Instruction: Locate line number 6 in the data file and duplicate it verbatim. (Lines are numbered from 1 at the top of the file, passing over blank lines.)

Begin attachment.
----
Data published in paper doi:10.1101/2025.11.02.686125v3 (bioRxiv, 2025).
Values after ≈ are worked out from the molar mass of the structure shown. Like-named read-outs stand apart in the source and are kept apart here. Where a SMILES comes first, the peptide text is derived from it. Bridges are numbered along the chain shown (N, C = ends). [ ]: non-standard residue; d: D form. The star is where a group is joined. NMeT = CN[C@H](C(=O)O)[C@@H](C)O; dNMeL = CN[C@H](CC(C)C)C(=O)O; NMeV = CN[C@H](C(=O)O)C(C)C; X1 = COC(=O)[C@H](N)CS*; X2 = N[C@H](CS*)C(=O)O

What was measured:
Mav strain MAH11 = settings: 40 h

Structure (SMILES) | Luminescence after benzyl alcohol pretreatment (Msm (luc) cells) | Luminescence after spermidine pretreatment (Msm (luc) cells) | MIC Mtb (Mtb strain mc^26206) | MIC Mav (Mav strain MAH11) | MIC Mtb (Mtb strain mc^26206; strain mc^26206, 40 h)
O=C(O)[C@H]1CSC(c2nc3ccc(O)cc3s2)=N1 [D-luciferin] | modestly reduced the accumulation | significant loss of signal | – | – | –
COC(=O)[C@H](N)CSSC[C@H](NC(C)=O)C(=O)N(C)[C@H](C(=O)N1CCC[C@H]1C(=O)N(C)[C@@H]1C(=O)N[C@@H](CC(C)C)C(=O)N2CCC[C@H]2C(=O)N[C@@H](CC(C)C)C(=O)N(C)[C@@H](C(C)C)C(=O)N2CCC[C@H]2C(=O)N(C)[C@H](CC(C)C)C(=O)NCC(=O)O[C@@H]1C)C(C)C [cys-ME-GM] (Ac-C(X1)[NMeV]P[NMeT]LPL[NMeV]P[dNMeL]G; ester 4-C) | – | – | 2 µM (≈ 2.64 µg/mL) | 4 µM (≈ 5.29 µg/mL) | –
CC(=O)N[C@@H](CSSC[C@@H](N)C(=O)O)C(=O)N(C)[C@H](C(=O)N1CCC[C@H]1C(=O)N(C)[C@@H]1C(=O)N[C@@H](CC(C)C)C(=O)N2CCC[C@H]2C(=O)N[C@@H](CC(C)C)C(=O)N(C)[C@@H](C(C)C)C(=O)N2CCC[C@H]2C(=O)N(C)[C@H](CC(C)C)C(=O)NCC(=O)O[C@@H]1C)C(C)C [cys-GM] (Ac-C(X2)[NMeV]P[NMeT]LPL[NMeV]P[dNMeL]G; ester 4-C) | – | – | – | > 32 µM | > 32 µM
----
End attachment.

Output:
O=C(O)[C@H]1CSC(c2nc3ccc(O)cc3s2)=N1 [D-luciferin] | modestly reduced the accumulation | significant loss of signal | – | – | –